Bill 168 amendments to the OHSA receive Royal Assent – workplace violence and harassment provisions to come into force June 2010

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On December 15, 2009, Bill 168, which amends Ontario’s Occupational Health and Safety Act (“OHSA”) to address workplace violence and harassment, received Royal Assent.  The provisions of Bill 168 will come into force in June 2010, at which time employers will have a number of new obligations under the OHSA.  These new obligations include the requirement to conduct assessments of the risks of workplace violence and harassment, and the requirement to develop policies and programs to address and prevent violence and harassment in the workplace.

Readers of Focus will be familiar with many aspects of Bill 168 from its first reading in April 2009 (see “Bill 168 amendments to the OHSA – Ontario tackles workplace violence and harassment”).  Nevertheless, there have been some modifications made to the Bill as it passed through the legislative process.  Most notably, the definition of “workplace violence” has been broadened to include threats of violence; and the powers of Ministry of Labour health and safety inspectors to make orders in respect of workplace violence have been expanded.

HARASSMENT AND VIOLENCE POLICIES AND IMPLEMENTATION PROGRAMS

Bill 168 provides the following definitions of “workplace harassment” and “workplace violence”:

“workplace harassment” means engaging in a course of vexatious comment or conduct against a worker in a workplace that is known or ought reasonably to be known to be unwelcome.

“workplace violence” means,

(a) the exercise of physical force by a person against a worker, in a workplace, that causes or could cause physical injury to the worker,

(b) an attempt to exercise physical force against a worker, in a workplace, that could cause physical injury to the worker,

(c) a statement or behaviour that it is reasonable for a worker to interpret as a threat to exercise physical force against the worker, in a workplace, that could cause physical injury to the worker.

Part (c) in the above definition of “workplace violence” is one of the modifications to Bill 168 since it was introduced earlier this year.  It incorporates into the definition of “workplace violence” the threat of physical force that could cause injury to workers.  For the purposes of the OHSA, the threat of physical violence is the same as actual physical violence.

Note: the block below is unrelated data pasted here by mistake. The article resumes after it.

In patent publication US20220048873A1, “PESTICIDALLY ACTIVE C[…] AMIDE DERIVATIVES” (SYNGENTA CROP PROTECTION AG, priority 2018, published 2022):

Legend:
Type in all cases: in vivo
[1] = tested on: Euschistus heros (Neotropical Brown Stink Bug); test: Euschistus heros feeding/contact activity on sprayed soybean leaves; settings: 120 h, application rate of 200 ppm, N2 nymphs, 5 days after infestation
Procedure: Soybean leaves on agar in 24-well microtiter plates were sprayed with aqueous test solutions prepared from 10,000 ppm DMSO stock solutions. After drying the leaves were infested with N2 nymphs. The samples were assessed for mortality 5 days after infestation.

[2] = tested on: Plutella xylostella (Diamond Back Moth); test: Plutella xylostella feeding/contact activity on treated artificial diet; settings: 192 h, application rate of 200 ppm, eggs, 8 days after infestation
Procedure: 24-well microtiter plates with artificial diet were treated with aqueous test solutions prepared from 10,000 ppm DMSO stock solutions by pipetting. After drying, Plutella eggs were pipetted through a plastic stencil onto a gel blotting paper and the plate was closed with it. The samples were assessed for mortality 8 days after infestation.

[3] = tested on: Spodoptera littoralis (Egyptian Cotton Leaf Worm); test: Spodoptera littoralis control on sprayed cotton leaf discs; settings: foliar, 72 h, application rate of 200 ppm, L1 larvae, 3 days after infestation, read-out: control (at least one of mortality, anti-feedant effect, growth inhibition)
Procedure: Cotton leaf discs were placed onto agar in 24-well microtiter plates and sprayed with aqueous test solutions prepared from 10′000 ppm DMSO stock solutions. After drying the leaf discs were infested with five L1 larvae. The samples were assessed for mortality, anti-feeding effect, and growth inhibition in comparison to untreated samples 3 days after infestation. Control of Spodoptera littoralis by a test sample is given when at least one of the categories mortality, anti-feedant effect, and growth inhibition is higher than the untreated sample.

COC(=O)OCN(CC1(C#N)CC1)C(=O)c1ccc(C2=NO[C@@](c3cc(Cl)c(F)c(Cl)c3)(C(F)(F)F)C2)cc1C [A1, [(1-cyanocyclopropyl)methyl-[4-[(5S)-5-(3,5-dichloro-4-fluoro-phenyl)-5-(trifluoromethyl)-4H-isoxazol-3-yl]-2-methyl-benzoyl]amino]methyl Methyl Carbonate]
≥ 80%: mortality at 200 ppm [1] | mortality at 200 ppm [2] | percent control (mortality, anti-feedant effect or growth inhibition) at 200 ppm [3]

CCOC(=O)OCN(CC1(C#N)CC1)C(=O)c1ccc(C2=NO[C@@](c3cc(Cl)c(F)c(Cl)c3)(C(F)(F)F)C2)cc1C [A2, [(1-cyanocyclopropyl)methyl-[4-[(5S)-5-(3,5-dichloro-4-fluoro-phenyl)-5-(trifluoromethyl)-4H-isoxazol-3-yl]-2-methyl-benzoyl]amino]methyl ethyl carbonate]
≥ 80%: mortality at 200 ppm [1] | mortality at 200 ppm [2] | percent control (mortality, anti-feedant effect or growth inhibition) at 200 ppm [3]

Under Bill 168 employers are required to prepare policies relating to workplace violence and workplace harassment.  The policies must be reviewed “as often as is necessary,” but no less than once every year.  Employers with six or more employees must post the policy in a conspicuous location in the workplace.  All employers are required to provide workers with information and instruction in respect of the policies.

IMPLEMENTATION PROGRAMS

Employers must also develop implementation programs for both the workplace violence policy and the workplace harassment policy.  In terms of the workplace violence policy, the implementation program must provide for:

  • measures to control the risks of workplace violence identified in the assessment;
  • procedures for summoning immediate assistance when workplace violence occurs, or is likely to occur;
  • procedures for workers to report incidents of workplace violence to the employer; and
  • a process for investigating and addressing incidents or complaints of workplace violence.

The implementation program for the workplace harassment policy is somewhat more limited in scope.  It must include measures and procedures for workers to report incidents of workplace harassment, and must set out how the employer will investigate and deal with incidents and complaints of harassment.  Further requirements for both the violence and harassment implementation programs may be established by regulation at a later date.

ASSESSING THE RISKS OF WORKPLACE VIOLENCE

Bill 168 requires employers to conduct an assessment of the risks of workplace violence, and report the results of the assessment to the health and safety committee, or a health and safety representative.  For workplaces that do not have a health and safety committee or a health and safety representative, employers will be required to report the results of the assessment directly to the workers.